Social media can also reveal the behaviour of the talent, including a candidate's emotional intelligence, personal values and even their intellectual capacity. Data crawling over social media can quickly scan a talent's behaviour and the employer can decide quickly whether the talent is aligned with their corporate values or not.
Offering and negotiation
Drafting and delivering the offer letter, followed by the negotiation process are quite sterile for technology advancement since this is really an area for human interaction alone. That said, technology may have a role here in offering supportive information which can help the talent understand about local living cost comparison, education information, etc
Employers, for certain roles, might utilise online payroll surveys, which might be available locally. That said, since these surveys are usually not done with specific survey/research mythology then scientifically it could be hard to prove they are credible.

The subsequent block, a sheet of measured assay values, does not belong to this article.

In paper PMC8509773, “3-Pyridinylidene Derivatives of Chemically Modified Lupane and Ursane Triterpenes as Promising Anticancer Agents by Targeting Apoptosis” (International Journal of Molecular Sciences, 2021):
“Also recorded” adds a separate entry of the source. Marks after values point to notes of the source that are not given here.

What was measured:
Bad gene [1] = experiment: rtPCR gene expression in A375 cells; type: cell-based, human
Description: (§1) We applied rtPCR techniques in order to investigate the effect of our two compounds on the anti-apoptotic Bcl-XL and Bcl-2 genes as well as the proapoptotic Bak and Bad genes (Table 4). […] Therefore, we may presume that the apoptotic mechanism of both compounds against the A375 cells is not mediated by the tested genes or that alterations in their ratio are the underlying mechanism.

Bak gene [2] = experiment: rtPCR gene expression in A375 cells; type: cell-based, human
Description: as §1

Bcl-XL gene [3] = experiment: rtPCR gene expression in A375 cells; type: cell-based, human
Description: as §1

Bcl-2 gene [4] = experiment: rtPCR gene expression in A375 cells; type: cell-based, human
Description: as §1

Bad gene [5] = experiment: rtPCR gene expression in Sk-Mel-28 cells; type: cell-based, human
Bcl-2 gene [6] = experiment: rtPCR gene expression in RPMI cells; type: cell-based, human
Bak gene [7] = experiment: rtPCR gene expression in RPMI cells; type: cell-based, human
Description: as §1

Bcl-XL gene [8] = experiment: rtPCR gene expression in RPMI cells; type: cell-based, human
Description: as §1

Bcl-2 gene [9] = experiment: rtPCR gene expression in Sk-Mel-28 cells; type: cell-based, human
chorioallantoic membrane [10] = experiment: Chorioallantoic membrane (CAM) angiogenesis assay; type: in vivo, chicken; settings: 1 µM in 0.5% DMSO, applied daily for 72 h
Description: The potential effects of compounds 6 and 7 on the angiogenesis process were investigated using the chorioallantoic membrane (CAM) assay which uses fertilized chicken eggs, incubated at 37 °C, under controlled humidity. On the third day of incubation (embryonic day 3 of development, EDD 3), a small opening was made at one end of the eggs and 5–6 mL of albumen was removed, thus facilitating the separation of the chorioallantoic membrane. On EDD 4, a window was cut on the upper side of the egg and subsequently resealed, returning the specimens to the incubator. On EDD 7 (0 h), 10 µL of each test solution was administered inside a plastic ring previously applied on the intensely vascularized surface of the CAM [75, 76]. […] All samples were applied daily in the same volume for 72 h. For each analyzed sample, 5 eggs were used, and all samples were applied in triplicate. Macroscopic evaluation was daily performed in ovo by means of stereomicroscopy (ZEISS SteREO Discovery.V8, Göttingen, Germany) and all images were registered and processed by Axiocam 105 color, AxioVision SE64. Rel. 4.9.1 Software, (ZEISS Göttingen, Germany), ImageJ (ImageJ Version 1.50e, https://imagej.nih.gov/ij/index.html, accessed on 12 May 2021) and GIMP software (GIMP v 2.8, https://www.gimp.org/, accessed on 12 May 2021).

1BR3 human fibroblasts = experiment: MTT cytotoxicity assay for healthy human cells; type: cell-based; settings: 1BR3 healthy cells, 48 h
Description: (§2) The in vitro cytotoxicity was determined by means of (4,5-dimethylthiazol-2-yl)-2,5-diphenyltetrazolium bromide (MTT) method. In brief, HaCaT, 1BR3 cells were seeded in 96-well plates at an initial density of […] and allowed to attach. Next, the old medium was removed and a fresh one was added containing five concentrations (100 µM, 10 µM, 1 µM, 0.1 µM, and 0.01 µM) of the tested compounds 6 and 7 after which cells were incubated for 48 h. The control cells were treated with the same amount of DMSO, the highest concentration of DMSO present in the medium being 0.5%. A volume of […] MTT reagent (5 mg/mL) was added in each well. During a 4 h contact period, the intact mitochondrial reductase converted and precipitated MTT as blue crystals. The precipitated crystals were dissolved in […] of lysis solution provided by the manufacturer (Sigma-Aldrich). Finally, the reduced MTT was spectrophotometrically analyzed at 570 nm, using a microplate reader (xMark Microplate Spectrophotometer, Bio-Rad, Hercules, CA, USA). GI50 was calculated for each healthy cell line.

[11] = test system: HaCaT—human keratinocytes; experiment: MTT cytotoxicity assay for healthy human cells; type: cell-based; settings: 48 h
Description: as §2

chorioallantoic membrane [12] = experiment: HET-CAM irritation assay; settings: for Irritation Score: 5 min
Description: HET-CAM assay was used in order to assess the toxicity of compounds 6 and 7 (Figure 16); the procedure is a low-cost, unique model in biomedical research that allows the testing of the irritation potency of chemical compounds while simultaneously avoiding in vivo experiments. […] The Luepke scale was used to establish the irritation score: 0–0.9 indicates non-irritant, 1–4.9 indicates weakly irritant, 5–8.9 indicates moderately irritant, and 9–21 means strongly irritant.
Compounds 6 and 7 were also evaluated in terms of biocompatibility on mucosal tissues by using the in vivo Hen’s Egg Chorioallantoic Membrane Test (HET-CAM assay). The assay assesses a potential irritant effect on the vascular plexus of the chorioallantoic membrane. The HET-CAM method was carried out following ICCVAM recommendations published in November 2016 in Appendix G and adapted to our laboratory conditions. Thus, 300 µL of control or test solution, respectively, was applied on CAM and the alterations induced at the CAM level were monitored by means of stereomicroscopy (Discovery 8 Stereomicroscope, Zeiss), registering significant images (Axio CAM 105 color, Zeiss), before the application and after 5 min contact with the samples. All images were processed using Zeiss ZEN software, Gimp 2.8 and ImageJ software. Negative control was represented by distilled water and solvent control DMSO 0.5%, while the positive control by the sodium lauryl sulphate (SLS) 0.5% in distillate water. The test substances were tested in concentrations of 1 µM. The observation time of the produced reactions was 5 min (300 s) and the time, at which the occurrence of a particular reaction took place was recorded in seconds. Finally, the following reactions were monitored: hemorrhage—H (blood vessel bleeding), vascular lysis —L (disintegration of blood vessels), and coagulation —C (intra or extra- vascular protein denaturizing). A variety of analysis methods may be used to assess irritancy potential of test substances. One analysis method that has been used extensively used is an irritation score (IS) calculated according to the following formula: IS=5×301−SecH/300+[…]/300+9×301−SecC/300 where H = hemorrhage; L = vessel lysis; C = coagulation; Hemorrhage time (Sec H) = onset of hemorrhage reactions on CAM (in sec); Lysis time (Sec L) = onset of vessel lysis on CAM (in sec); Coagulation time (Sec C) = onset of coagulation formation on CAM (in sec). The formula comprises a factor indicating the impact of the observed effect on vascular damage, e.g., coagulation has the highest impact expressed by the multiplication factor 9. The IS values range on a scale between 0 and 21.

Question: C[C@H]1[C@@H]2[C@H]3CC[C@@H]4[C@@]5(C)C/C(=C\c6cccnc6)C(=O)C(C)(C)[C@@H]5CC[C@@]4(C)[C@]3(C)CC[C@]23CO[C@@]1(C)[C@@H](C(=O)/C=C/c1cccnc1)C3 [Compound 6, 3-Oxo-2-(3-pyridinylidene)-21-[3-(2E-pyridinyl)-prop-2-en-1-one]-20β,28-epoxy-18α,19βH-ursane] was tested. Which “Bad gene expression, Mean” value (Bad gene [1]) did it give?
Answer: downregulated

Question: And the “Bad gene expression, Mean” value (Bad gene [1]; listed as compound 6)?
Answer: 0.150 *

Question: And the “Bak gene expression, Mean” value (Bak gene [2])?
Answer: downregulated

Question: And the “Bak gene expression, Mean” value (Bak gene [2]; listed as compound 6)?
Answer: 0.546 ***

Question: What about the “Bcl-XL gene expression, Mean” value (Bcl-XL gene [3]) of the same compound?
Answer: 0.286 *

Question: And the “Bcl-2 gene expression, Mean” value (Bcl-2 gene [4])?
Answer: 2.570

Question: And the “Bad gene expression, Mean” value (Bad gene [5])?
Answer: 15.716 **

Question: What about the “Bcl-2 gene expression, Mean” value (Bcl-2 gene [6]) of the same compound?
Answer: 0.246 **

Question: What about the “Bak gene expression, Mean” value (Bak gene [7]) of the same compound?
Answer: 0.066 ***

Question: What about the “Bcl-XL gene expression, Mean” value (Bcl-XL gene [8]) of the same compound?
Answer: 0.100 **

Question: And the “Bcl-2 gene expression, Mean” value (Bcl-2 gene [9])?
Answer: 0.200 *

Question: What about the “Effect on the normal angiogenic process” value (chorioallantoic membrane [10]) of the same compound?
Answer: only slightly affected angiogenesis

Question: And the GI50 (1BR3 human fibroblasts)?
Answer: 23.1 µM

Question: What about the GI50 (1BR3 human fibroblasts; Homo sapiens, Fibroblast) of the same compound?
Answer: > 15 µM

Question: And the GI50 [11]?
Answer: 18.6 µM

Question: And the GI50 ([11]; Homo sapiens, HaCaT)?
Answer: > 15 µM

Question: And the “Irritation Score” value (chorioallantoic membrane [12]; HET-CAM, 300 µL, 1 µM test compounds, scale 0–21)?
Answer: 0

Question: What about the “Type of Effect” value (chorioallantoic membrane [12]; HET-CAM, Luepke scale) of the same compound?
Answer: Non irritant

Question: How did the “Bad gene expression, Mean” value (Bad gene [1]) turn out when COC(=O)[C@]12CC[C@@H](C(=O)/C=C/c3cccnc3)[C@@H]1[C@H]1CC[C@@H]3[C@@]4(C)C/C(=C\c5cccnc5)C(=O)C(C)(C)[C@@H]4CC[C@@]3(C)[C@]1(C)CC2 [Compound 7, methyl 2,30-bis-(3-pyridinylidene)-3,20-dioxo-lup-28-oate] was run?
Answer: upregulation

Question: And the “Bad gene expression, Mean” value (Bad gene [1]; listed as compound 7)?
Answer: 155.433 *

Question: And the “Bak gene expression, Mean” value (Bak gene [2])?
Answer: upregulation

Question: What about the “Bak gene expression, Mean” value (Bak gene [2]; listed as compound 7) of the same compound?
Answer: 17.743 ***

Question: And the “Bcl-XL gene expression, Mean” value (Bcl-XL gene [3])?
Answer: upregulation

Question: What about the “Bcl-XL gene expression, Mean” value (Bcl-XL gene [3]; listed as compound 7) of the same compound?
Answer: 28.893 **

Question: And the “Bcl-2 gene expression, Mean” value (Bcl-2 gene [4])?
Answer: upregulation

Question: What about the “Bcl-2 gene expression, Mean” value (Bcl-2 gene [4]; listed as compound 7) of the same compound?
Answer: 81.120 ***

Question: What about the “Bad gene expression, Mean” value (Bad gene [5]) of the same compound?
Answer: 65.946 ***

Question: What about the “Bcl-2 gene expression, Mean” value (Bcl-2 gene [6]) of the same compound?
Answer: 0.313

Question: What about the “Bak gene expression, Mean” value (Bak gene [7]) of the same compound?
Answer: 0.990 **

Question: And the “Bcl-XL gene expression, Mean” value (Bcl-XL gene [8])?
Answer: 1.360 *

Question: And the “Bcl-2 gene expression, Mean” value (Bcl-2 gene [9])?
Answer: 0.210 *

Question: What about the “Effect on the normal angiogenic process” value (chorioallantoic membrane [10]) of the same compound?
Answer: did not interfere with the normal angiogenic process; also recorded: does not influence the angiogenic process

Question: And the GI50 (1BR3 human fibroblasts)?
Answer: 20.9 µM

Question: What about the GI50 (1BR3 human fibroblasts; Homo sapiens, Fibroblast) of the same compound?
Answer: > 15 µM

Employer branding has entered new phase with the support of social media and their supporting applications. Social media and company websites offer employers the chance to share their employee value preposition (EVP) with a large audience. Specific applications such as LinkedIn and Glassdoor enable employers to showcase their EVP, company culture and success story in the right place. Email circulation applications such as mail chimp also enable employers to be in touch with their potential employees continuously, with very minimal cost.